After losing both of our hives last fall, we have been without bees on the farm for about five months. The long-awaited package pickup day finally arrived last Friday and we picked up our three new packages of bees from our trusty local bee guy. Because we got the packages home late on Friday, we installed each package into its respective hive on Saturday afternoon. It’s been two years since we’ve installed packages, so we referred to our favorite reference Beekeeping for Dummies and everything went super smoothly. All of the packages appeared to be full of happy, docile, inquisitive bees, and each queen cage contained a beautiful queen. Did you know that one three-pound package of bees contains approximately 10,000 honey bees?! Each package also contains a small box or plastic container that houses one queen bee with a handful of attendant worker bees – this is called the queen cage. The queen cage has a hole in one end that is plugged with hard candy which prevents the queen from leaving the cage right away. The purpose behind this is so that the workers can get used to their new queen’s pheromones and not want to kill her. The attendant bees in the cage with the queen as well as the workers outside the cage will eat the hard candy over the course of about a week until there is a hole large enough in the candy for the queen to leave the cage. This week-long time span allows the queen’s pheromones to disperse throughout the entire hive. Once the queen is released from her cage, she has free reign of the hive and should start laying eggs into empty cells shortly thereafter.
As soon as we installed the packages, the hive entrances were all pretty quiet. About thirty minutes later, the orientation flights began and the bees started acclimating to their new homes. For the rest of the day, there were curious bees buzzing all around the property trying to map out and scout their new location. Luckily our flowering mystery trees are still in a nectar flow, so the bees have been able to take advantage of an easy nectar source right away. We have also been feeding the bees a 1:1 sugar syrup to promote immediate food storage as well as brood rearing once the queens are released. Speaking of feeding the bees, I realized a few days before picking up the packages that we only have two hive top feeders for three hives. I can’t believe that I totally forgot to order one for the third hive during all of this time that we’ve been waiting to actually bring the bees home. Fortunately, we saved some frames of capped honey and uncapped nectar from last year in the freezer, so one of the three hives is being fed the actual real stuff from the frames, whereas the other two hives are being fed sugar syrup from hive top feeders. I have since ordered another hive top feeder that is supposed to be here within the next few days. However, we took a quick peek into each hive the other day to gauge the bees’ sugar syrup and nectar consumption and we are happy to report that they are eating at a normal rate and that they are all starting to store additional nectar. So depending on how things look by the time the third hive top feeder arrives, we may not even need to use it right now.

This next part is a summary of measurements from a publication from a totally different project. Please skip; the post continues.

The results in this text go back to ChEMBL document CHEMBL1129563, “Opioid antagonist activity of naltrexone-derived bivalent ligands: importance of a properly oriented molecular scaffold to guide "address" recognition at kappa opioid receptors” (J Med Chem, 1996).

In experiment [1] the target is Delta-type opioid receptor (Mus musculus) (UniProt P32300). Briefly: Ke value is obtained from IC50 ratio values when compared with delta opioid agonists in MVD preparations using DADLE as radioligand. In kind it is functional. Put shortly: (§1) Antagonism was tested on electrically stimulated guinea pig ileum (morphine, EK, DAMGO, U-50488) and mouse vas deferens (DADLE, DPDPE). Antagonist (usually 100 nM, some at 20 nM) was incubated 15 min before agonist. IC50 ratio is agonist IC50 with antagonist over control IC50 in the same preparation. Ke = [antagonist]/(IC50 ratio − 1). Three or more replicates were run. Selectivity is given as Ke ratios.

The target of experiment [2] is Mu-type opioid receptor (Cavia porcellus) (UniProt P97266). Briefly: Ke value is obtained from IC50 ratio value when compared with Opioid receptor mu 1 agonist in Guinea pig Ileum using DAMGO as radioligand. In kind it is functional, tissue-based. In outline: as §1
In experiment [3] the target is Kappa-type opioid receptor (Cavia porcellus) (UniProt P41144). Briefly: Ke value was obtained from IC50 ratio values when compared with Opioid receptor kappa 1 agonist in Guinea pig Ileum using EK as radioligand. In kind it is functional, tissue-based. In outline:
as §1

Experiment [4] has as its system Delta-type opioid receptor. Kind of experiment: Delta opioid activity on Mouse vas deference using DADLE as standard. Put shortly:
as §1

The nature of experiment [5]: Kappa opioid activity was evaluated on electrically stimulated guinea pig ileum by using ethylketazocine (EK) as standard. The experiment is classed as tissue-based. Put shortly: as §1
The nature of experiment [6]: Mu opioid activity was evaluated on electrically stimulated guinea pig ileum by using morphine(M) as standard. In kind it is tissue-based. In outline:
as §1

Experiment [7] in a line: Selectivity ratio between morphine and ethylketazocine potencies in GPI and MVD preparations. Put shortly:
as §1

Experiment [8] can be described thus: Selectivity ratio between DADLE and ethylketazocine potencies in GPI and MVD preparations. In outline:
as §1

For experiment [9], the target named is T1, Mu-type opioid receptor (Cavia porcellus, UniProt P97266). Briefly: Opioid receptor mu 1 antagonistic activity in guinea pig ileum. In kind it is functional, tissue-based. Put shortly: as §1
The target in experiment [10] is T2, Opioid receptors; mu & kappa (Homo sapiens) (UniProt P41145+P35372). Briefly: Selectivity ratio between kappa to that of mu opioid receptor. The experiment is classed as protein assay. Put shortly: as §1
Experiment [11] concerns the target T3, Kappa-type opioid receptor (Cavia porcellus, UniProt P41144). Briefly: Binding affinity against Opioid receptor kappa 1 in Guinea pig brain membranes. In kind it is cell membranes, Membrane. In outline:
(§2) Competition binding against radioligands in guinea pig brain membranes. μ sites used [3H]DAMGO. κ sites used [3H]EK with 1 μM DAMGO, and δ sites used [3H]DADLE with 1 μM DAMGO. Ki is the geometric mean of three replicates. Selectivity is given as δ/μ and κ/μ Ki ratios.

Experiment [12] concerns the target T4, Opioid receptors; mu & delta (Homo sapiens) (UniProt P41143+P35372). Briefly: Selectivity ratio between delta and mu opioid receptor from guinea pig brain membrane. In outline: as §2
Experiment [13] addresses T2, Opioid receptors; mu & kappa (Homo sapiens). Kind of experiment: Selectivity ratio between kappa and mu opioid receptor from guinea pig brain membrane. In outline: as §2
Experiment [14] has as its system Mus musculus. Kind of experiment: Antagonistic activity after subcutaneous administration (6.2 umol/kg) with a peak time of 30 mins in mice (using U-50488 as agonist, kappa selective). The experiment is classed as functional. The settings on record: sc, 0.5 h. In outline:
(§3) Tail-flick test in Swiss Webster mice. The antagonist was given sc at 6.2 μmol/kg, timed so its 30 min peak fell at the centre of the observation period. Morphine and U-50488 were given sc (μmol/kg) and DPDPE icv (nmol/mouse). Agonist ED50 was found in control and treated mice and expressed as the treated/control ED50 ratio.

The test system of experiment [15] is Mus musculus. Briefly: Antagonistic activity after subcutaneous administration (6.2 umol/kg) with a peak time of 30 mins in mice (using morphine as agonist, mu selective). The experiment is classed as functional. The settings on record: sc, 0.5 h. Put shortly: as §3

One big difference between our packages this time around and our very first packages is that these packages were installed into hives with frames that are full of wax comb from our previous years bees. This is a huge advantage because instead of having to use all of their energy and resources (honey) towards drawing out and building new wax comb, these bees can hit the ground running and focus on filling the pre-existing comb with nectar and honey as well as focus on raising brood once each queen is released and laying. We will be visiting the bees again over the weekend to verify that all three queens have been released from their cages and we will also look for eggs – the definitive sign that the queen is present and laying. If everything looks good and the bees have continued to store nectar like we saw the other day, we will probably give each hive a refill of sugar syrup and an additional super of empty frames and leave them alone for a few weeks. We are so thrilled to have the bees back, and so far it seems like the new apiary location is the perfect spot. Stay tuned for more bee updates soon!